Choosing Trekking Poles
There's no doubt that trekking poles and walking staffs can be of great use out on the trails. From helping you set a walking rhythm and taking a load off when going downhill to getting across rivers or fending off aggressive stray dogs, a pole can be indispensable...it can even act as a tent pole for specially designed bivvies and tents.
Trekking poles that we have fall broadly into four categories:
Standard: Come in pairs, suitable for rough terrain, offer stability and balance when trekking.
Shock Absorbing: These offer the same help with stability and balance as standard poles, but have internal springs that absorb impacts when you are going downhill. Great for people with weak ankles and knees.
Single: Walking staffs, as they are commonly referred to, are useful on flatter terrain and when you aren't carrying a load on your back.
Compact: Lightweight and collapsible for great portability. The lower the number of individual sections the stronger the pole will be.
Factors to Consider
Terrain, pack weight and your own weight will dictate whether you can adopt carbon fibre shafts or not. Carbon is lighter than aluminium, but the metal is stronger and will bend rather than snap under pressure.
When you know that you will be carrying a heavy pack, have a walking style where you lean on your poles like another pair of legs, or are going to be on terrain where your poles will often get caught in between rocks, sink into the ground or be damaged by scree etc, then go for aluminium. The last thing you want is to snap a carbon pole and be bereft for the rest of your journey.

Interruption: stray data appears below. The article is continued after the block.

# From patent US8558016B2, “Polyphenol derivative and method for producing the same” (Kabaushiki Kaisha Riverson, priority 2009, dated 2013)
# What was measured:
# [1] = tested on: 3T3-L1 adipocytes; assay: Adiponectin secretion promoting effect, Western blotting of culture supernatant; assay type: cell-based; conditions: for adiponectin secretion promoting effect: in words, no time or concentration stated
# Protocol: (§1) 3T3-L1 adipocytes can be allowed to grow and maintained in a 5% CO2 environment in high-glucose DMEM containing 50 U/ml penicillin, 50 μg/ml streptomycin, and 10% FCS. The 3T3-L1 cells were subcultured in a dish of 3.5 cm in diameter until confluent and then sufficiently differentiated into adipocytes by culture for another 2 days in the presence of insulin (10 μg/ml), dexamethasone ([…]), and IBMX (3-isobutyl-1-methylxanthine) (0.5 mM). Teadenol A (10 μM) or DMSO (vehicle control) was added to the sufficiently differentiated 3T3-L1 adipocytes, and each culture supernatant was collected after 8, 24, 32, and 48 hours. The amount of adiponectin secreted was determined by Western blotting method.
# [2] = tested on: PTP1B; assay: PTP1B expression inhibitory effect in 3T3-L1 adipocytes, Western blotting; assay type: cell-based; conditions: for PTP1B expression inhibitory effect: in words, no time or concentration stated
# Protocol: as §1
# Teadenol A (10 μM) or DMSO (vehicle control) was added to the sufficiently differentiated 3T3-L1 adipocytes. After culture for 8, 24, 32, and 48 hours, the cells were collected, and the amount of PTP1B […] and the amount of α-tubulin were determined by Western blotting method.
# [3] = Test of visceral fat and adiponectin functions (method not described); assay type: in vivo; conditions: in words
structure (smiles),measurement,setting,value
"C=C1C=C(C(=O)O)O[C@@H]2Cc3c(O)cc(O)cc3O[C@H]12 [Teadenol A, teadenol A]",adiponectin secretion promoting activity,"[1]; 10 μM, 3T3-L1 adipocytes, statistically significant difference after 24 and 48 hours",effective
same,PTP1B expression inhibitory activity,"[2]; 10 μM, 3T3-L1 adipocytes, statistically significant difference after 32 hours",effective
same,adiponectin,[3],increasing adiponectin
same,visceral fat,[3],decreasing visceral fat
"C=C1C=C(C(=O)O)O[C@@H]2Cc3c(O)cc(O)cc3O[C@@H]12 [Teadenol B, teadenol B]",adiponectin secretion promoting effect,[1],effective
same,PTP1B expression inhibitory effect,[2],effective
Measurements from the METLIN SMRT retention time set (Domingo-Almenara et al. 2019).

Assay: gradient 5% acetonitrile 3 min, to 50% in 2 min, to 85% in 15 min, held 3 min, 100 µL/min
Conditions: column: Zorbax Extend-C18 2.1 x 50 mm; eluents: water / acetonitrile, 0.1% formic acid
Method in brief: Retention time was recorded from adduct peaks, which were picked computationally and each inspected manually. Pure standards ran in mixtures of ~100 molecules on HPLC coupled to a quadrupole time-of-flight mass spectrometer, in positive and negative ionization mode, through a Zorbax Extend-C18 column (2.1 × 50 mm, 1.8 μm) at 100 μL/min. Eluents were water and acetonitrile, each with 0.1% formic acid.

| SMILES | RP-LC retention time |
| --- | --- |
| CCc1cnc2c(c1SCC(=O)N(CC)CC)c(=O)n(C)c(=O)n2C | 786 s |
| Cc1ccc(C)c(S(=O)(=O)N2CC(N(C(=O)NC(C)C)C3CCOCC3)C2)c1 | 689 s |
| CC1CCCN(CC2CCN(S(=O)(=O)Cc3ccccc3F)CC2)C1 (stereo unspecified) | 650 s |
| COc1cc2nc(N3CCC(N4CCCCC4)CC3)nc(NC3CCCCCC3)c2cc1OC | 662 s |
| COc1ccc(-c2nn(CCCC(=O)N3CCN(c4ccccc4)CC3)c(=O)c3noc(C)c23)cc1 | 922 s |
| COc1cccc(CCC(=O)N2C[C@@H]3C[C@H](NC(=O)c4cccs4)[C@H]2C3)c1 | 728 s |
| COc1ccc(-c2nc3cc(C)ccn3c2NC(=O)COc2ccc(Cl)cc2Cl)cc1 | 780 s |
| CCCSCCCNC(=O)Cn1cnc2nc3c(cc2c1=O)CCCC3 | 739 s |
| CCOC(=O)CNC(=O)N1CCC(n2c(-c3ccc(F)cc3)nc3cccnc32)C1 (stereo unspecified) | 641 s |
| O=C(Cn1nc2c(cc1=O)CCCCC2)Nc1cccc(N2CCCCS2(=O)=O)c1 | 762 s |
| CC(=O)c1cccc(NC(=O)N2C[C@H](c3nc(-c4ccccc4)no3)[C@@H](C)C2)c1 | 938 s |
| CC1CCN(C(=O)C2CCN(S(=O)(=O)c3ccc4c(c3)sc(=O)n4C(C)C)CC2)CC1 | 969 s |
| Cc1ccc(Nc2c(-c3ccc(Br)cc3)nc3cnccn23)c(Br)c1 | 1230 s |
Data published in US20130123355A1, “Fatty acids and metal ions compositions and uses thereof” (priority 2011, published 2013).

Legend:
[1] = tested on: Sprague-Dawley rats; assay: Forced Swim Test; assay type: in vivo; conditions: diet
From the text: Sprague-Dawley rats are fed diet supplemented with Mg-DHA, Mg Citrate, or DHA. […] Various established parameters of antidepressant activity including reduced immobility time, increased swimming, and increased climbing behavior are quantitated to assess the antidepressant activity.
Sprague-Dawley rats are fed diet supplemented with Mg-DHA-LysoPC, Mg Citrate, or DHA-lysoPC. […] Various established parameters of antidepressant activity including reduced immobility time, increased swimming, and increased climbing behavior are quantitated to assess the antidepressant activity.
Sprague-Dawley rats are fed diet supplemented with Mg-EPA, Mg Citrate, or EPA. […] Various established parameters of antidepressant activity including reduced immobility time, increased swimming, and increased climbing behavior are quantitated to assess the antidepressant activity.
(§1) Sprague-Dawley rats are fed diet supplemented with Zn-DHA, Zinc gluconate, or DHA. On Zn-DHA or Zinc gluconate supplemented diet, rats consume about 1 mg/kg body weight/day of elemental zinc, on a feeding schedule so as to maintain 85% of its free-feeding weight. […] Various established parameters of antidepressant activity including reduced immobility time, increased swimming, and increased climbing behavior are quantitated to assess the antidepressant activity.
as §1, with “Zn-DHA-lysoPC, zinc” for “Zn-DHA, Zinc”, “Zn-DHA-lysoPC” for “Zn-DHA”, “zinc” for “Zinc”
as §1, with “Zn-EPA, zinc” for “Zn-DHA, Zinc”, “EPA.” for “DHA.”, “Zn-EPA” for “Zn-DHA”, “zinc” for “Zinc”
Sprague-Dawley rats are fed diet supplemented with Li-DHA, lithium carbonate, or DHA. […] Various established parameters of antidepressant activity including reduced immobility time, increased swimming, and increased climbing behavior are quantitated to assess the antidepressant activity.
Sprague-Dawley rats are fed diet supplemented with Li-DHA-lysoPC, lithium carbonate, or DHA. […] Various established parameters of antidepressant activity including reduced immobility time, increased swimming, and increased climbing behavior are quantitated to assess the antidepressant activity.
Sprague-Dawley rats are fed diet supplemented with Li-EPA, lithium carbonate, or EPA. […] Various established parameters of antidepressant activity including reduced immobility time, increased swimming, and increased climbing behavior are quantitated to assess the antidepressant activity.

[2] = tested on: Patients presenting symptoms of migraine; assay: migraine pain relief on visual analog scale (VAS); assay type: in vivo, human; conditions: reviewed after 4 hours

Consider what kinds of terrain you are going to be using the poles on, as this will also help determine the type you buy.
To get the best out of your poles you need to make them shorter when you are going uphill to give you extra leverage, and you need to lengthen them when going downhill to help absorb shocks, (see also notes below on adjustability of telescopic vs foldable poles).
If you are going to be in more hilly locations where you will be lengthening and shortening your poles frequently, then consider ones where the grip or foam section extends further down it so that instead of having to adjust the length you can just slip your hand further down the pole for those shorter uphill drags. Which poles have this feature is easy to spot from their pictures.
If you are only ever going to be walking on fairly flat ground then save some money and go for a single pole; it will give you good support as well as help you balance and test the depth when crossing streams and bogs etc.
Foldable poles tend to be a fixed length when unfolded. Telescoping ones have adjustable lengths to help you find your best fit and to lengthen or shorten them for long descents and ascents.
Telescoping poles are generally regarded as being stronger than foldable poles, but with new design and innovations in technology the gap between the two is diminishing, so if you will be leaning on your poles heavily and relying on the support of them for long periods of time then telescoping poles might be a better choice.
Foldable poles pack up shorter than telescoping ones making them more convenient to stow out of the way. They tend to be a great choice when you know you will only need them occasionally rather than for every step of the way.
If you’re not sure which poles are going to be best for your body shape or activity then don't hesitate to get in touch and we'll point you in the right direction [email protected]